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January 31, 2011

TT: She stumbled when she saw

In the Greater New York section of today's Wall Street Journal, I review the Irish Repertory Theatre's off-Broadway revival of Brian Friel's Molly Sweeney. Here's an excerpt.

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Why is is that American productions of the works of Brian Friel, the greatest playwright of the English-speaking world, are so hard to come by? It's been two years since I last saw one, which is far too long. So it is good news indeed that the Irish Repertory Theatre, my favorite Off-Broadway company, is performing "Molly Sweeney," a three-person show about a 41-year-old woman who undergoes an operation to regain the sight she lost as a baby. "Molly Sweeney" is one of Mr. Friel's most remarkable plays, yet it hasn't been presented in New York since 1996, which I find even harder to fathom. Fortunately, this revival, staged by Charlotte Moore, the company's artistic director, is immensely persuasive, and I have no doubt that anyone who sees it will be converted on the spot to Mr. Friel's cause.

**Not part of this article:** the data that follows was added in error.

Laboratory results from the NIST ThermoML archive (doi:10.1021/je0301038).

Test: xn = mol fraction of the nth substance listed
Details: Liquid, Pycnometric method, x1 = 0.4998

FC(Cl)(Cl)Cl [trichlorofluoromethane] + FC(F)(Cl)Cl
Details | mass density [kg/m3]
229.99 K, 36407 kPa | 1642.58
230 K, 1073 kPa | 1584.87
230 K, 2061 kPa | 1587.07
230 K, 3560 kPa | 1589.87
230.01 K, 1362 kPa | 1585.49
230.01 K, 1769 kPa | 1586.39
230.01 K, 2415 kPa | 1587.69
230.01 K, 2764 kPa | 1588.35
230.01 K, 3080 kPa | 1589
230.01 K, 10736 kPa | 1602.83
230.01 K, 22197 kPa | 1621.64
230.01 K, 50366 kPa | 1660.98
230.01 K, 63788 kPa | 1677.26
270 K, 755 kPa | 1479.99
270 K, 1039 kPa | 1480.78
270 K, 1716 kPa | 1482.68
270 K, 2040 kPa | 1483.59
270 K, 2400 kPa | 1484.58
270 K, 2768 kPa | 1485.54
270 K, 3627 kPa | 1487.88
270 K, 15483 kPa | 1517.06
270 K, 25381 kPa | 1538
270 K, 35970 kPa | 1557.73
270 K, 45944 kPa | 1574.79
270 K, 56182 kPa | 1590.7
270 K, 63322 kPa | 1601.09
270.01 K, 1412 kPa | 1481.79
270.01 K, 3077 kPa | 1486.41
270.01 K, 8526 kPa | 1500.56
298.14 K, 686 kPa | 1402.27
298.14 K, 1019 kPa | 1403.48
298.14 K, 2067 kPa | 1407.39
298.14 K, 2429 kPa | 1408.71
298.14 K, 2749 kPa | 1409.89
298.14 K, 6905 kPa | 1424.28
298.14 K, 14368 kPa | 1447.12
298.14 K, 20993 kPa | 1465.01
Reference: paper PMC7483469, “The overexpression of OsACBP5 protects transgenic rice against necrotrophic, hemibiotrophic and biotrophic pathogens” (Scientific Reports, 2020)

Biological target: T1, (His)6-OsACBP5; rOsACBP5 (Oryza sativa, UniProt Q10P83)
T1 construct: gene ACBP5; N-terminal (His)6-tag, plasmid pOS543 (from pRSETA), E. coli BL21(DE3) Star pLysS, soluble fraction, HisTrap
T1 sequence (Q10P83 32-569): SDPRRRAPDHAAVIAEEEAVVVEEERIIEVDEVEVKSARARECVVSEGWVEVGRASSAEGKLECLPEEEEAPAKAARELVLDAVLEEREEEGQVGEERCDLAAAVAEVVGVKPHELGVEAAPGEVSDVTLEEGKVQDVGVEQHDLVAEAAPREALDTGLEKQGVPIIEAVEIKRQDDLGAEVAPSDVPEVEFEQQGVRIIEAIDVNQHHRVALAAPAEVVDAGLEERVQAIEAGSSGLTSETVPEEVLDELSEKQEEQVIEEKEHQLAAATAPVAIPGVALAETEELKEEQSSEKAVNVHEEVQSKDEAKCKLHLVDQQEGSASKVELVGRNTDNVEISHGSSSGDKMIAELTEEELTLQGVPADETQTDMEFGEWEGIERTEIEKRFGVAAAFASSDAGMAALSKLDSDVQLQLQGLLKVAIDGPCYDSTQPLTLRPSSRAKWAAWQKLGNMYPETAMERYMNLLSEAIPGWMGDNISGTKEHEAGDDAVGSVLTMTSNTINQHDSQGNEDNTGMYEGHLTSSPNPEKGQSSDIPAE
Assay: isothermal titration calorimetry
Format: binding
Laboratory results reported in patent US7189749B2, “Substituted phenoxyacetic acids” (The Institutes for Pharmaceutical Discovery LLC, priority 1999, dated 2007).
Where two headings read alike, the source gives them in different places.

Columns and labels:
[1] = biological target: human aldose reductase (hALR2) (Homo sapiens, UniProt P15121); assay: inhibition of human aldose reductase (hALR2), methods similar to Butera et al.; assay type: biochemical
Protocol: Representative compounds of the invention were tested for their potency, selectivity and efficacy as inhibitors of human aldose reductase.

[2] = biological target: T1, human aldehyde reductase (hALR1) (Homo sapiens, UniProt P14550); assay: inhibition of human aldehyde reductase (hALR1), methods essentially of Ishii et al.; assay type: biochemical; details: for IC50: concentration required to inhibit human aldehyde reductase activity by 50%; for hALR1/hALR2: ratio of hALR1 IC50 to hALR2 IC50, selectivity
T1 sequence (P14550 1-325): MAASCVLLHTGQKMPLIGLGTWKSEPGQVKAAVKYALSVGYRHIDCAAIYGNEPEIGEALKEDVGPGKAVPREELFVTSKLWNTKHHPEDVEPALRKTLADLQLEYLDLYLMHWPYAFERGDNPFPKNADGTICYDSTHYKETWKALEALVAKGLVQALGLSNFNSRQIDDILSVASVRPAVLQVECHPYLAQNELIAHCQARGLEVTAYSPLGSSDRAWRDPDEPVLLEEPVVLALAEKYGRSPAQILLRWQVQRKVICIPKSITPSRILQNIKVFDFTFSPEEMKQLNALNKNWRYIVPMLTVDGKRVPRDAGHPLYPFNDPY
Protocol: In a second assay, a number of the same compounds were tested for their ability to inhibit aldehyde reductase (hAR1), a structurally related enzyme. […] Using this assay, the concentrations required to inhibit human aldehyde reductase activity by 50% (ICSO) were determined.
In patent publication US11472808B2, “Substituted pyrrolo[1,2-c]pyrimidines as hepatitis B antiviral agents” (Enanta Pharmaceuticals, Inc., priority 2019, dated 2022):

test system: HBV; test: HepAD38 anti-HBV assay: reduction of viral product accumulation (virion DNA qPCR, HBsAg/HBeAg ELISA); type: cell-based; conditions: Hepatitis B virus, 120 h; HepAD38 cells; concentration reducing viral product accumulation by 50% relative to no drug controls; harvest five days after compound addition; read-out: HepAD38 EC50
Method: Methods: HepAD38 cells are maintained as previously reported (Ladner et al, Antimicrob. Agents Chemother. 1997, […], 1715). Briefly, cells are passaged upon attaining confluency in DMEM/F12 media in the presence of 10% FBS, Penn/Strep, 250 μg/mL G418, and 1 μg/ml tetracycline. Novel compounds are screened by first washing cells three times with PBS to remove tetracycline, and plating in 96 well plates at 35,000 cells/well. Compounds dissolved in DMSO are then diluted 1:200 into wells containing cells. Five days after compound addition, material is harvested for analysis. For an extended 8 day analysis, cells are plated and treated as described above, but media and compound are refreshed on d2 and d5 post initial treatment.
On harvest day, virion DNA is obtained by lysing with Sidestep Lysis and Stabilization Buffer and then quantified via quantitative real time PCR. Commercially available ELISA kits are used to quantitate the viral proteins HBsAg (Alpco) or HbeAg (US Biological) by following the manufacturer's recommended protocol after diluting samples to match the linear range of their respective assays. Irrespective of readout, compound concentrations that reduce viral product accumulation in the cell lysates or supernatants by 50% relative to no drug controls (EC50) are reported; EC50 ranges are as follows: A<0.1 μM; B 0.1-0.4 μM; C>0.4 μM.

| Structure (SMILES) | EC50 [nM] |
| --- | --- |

NY-AT229_NYTEAC_G_20110130174016.jpg"Molly Sweeney" is a three-person play constructed along the same "Rashomon"-like lines as Mr. Friel's "Faith Healer," in which the characters speak to the audience but not to one another, telling their collective tale from their own sharply different perspectives. The personalities here are no less varied. Molly (Geraldine Hughes) is a strong, serene woman who long ago came to terms with her disability and now fears--with good reason--the unknowable consequences of regaining her sight. Her husband Frank (CiarĂ¡n O'Reilly) is a garrulous ne'er-do-well who sees in Molly's operation the possibility that his own life will be changed, only for the better. And Mr. Rice (Jonathan Hogan), the small-town opthalmologist who performs the surgery, is a man of squandered promise who is sure that operating on Molly will restore to him the high hopes of his lost youth.

What follows is a devastating parable of disappointment in all its terrible forms, one that is vastly more powerful because it is so understated....

Never do you feel as though Ms. Moore's three fine actors are "performing." They appear instead to be real people who are telling you about something that happened to them. All the art is carefully concealed--but don't be deceived, for this production is artful in every aspect....

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Read the whole thing here.

Posted January 31, 2011 12:00 AM

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